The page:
Credit: Handout photo by Scott Suchman

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If race and identity are the most challenging and frequently eschewed topics for discussion in polite society, then imagine how it feels to watch an unabashed exploration of those subjects unfold on a stage, the talking points pulled out of your subconscious and staring right back at you. No one is blinking. No one is apologetic.

In An Octoroon, it’s clear Branden Jacobs-Jenkins, a D.C. native who won an Obie Award for this work, wanted his audience to be uncomfortably entertained. In the masochistically brilliant reworking of The Octoroon—a 19th-century melodrama by Irish playwright Dion Boucicault—the story begins with the monologue of a black playwright, BJJ played by Jon Hudson Odom. The character is written to express some of Jacobs-Jenkins’ feelings about having being labelled a “black playwright.” BJJ airs his frustrations to his imaginary therapist about being branded as a writer who can—and therefore should only—write about race.

Reeling in his pain, BJJ guzzles a bottle of Jack Daniels, paints his face white, and costumes himself in 18th-century clothing. His transformation complete, he’s no longer a black man in the present day but a white man in the antebellum South. Odom’s transformation is intoxicating because of its vulnerability and sense of exposure: It’s a moment you’d expect a playwright to make the audience wait for.

The original 1859 source material was in part a minstrel show that cast white actors in blackface to depict a European stereotype of American slaves. Boucicault appeared in redface to play a Native American character, Wahnotee. Jacobs-Jensen’s adaptation revives some of the original characters, giving them new roles to play, and adds several new characters: James Konicek wears redface to play Playwright (Boucicault), Wahnotee, and Lafouche; Joseph Castillo-Midyett appears as the playwright’s assistant and then dons blackface as Pete/Paul; and in whiteface, Odom plays George Peyton and M’Closky.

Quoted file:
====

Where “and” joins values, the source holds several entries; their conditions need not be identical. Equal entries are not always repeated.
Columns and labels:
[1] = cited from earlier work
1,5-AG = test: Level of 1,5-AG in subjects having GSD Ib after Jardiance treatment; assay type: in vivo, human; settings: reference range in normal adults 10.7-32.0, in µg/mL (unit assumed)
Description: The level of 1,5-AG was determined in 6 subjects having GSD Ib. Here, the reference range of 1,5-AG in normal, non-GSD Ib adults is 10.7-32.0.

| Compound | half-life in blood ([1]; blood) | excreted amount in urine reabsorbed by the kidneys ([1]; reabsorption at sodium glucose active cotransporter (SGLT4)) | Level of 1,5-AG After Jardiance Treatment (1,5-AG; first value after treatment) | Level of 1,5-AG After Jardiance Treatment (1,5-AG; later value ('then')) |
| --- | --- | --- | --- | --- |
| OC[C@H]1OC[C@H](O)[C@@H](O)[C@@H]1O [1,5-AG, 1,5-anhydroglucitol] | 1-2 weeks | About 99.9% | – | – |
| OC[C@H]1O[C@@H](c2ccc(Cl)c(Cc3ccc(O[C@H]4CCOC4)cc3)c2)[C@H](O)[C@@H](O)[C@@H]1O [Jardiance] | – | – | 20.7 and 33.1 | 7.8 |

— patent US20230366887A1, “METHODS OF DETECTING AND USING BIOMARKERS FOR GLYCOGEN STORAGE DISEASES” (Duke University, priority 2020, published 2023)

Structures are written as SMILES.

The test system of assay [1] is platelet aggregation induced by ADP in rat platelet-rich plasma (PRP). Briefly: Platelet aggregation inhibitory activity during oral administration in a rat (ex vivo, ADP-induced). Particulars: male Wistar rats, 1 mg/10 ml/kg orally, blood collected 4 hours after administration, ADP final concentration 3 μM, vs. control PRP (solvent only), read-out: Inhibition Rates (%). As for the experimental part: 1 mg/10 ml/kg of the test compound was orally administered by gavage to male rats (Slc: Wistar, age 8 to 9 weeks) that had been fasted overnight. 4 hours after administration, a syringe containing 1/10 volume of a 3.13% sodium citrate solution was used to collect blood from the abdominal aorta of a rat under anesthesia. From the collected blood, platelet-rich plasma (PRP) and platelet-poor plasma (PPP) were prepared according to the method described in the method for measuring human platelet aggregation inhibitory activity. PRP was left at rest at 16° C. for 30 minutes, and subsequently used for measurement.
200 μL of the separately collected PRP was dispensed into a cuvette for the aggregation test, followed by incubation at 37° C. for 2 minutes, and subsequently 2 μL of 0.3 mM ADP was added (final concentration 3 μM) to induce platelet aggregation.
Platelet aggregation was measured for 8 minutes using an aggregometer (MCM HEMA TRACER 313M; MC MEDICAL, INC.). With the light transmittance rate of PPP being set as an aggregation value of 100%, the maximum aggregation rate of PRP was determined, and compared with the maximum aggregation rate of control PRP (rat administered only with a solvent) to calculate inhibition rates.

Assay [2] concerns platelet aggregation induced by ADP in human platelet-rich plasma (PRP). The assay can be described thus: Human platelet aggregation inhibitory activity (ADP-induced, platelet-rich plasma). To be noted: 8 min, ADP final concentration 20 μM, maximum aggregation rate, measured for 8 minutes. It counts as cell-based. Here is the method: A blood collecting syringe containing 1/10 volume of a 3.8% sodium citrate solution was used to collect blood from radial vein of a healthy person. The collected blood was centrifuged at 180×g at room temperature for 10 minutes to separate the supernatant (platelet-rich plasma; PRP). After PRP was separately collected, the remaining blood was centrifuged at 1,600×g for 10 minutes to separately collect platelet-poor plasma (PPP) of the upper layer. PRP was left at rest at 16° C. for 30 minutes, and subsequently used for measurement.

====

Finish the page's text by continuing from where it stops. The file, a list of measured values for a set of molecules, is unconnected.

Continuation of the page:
The action takes place at Terrebonne, a Louisiana plantation facing financial collapse under Peyton’s ownership. Peyton falls in love with Zoe (Kathryn Tkel), his uncle’s illegitimate daughter who is one-eighth black—an “octoroon.” George does his best to hold on to the plantation which is in danger of being lost to the evil overseer, M’Closky, who plots to buy it—and Zoe—for himself.

In many scenes, the satire unfolding onstage is not immediately apparent—a slave woman is sweeping cotton off the floor with a broom, a Br’er Rabbit–type character peeks at the play through his own lens and hops along, a melodramatic octoroon girl from the 1850s speaks in Shakespearean prose—even though it feels just within reach. You could easily walk away from this play and not “get it,” or leave with the feeling that it was a play within a twisted version of a minstrel play. But you will walk away feeling raw.

This could be the result of the provocative subject matter, but credit is also due to the affecting performances and Nataki Garrett’s deft directing. The script finds a way to make the play offensively present—the line between present-day racial mores, Jim Crow-era racism, and plantation-era slavery are blurred. Two house slaves, Minnie (Shannon Dorsey) and Dido (Erika Rose), carry on like contemporary gossiping girlfriends about a slave girl being sold: “I can’t stand [Rebecca], she’s so fake.” Actors move on and off stage (and into the audience), or the action is elevated upstage, and the overall effect is to let the stinging performances (there’s a wrenching scene in which slaves are shackled together to be auctioned, for example) linger right in front of you, both physically and emotionally. It was hard to sit through the historical but decidedly perverse moments that some in the audience found funny: Watching the auction, although eliciting hysterics from the actors themselves, evoked an acute sense of anxiety.

With his first play, Neighbors, in 2010, Jacobs-Jenkins received mixed reviews from critics for using blackface, among other shocking techniques, to get a rise out of his audiences. But if the goal with An Octoroon was to get the audience to react—after a particularly rattling scene in the final act, Castillo-Midyett’s character says outright that the point of this was to make you feel something—he succeeded. However, it leaves one unsure whether the shock value or the message itself will serve to change the way we talk about race and identities with each other. It may simply serve as an omnipresent reminder of what harrowed more than 150 years ago, deep in America’s past. Maybe leaving the theater feeling this rattled and raw really is enough. 

The play runs through June 26. 641 D St. NW. $20–$128. (202) 393-3939.